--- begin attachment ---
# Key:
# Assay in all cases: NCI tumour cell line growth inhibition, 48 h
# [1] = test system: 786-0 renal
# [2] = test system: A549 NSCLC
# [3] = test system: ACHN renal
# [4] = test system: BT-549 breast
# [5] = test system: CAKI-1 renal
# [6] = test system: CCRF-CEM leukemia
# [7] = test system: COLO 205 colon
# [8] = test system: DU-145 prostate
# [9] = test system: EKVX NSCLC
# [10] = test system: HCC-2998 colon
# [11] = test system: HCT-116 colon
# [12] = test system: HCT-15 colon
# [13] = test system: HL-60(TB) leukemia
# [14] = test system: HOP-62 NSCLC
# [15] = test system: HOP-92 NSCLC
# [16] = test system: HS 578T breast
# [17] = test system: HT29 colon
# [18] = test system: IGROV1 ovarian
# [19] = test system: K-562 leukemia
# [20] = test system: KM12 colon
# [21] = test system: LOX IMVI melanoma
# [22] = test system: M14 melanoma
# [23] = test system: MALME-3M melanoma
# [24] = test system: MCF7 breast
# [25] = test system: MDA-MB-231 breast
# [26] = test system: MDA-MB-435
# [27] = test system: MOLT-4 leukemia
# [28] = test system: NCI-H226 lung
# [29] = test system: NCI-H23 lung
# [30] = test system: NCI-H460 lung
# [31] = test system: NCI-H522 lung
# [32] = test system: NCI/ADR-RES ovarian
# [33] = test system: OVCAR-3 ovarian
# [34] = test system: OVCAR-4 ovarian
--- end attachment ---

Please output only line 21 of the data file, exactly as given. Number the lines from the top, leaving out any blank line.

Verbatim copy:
# [19] = test system: K-562 leukemia